Reality TV star and local chef Farhan Momin (13Ox, 15C) hosted a live cooking demonstration titled “From Murdy Kitchen to MasterChef” at the Greer Forum on Feb. 5 in honor of the grand opening of the new Oxford Student Center.
Momin, a first generation Indian-American from the Atlanta area, returned to his alma mater with a reputation that preceded him. He became nationally recognized for finishing top six on the popular Fox show “MasterChef” in 2018, and now owns the Farmo Cooks pop-up series and the Atlanta Halal Meat & Food catering service. After graduating from Midwestern University’s College of Dental Medicine (Ill.) in 2019, Momin returned to Dallas, Ga. to start his dental practice alongside his passion for cooking.
During the demonstration, Momin cooked three of his signature dishes: the chicken tikka quesadilla, the nihari sandwich and the chora chaat. As he worked, he explained the inspirations behind each dish and reminiscenced on his experiences at both the Oxford and the Atlanta campus.
“Oxford played a huge role in who I am today,” Momin said.
Among the values he gained, he cited long-term friendships, life and studying skills, and cultural understandings — all of which have helped to shape his unique cooking style. To create his first dish, chicken tikka quesadilla, Momin used the same sandwich maker that had facilitated the dish’s invention during his undergrad years.
As a practicing Muslim student that only eats halal food at a time where Emory offered limited halal options, Momin and his friends needed to become creative to eat well. The contraband sandwich maker that Momin kept in his Oxford dorm became key to their efforts. Momin recalled that he and his friends often filled the sandwich maker with leftovers from the various ethnically diverse dishes that their parents had sent them.
This diverse cooking style of combining different flavors has become Momin’s signature, and he continues to innovate by combining foods from his Southern upbringing and Indian heritage to create new fusion-style cuisines that he showcases at his restaurant.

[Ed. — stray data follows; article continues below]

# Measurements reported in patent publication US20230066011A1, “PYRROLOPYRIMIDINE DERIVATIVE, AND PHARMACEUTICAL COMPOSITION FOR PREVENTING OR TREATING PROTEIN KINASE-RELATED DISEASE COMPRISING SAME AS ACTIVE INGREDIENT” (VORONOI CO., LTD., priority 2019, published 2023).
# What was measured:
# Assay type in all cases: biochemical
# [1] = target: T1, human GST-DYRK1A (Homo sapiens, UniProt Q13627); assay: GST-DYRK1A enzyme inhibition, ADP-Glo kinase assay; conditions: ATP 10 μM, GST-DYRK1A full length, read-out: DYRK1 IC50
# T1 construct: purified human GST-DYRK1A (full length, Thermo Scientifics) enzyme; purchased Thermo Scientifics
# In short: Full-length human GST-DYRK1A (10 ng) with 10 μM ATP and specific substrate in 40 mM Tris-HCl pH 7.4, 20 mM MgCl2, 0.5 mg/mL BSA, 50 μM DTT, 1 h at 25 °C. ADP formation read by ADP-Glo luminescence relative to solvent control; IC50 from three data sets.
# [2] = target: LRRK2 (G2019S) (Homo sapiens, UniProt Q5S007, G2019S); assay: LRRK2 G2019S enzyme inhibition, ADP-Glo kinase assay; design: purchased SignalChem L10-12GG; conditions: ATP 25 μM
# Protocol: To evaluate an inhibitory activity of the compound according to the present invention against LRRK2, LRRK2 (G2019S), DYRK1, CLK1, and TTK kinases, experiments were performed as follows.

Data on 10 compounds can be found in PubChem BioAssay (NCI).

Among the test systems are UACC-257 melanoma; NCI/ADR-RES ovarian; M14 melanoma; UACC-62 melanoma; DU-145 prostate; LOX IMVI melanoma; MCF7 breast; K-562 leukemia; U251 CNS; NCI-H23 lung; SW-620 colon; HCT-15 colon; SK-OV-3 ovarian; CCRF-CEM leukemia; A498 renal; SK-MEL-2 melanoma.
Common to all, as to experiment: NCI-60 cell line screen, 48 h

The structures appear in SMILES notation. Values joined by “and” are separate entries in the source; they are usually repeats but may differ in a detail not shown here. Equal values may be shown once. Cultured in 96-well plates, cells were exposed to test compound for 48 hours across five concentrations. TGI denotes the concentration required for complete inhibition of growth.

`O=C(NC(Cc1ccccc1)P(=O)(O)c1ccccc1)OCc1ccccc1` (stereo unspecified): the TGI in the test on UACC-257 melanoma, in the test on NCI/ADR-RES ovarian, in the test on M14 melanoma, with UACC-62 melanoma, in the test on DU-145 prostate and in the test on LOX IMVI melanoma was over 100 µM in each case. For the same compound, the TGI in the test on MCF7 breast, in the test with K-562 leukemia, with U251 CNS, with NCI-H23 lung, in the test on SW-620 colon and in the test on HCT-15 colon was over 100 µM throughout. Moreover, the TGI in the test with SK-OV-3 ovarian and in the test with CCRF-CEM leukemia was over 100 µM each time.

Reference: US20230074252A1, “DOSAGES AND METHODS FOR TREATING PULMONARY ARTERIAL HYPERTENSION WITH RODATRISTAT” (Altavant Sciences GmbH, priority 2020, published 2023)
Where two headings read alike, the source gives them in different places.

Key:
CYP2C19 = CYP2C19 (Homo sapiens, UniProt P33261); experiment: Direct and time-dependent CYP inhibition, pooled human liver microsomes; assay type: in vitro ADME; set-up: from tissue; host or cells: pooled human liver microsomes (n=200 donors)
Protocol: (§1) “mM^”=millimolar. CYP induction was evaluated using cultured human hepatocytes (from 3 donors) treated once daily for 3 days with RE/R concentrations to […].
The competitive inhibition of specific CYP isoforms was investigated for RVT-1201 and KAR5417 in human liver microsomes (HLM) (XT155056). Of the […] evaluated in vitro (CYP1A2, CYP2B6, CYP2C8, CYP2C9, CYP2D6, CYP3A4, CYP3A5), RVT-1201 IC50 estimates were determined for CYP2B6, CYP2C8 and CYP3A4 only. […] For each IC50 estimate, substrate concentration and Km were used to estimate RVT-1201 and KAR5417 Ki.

“I take the flavors of home … but then make it in an approachable form factor for people who don’t know South Asian food in that way,” Momin said.
Nihari is a traditional North Indian-Pakistani stew. During his junior year at Emory, Momin had accidentally overcooked the classic stew and, not wanting to waste food, had the idea to make it into a slider form. When he proposed the addition of the nihari sandwich to the menu of his father’s restaurant, Tava Indian Bistro, it became a bestseller.
Chora chaat, a black-eyed pea salad with tamarind, cilantro, and aromatic vegetables, offered an element of crunch and freshness. The peas were perfectly crispy and were sprinkled with vibrant spices.
Momin mentioned that in his junior year at Emory, he was both applying to dental school and working to fill necessary roles and tasks at his dad’s restaurant. Though he initially struggled to balance the two, he eventually persevered and developed valuable time management skills.
“I realized that everyone … has their journey,” Momin said. “I was lucky enough to get into grad school my first year, but it also involved a lot of sacrifice.”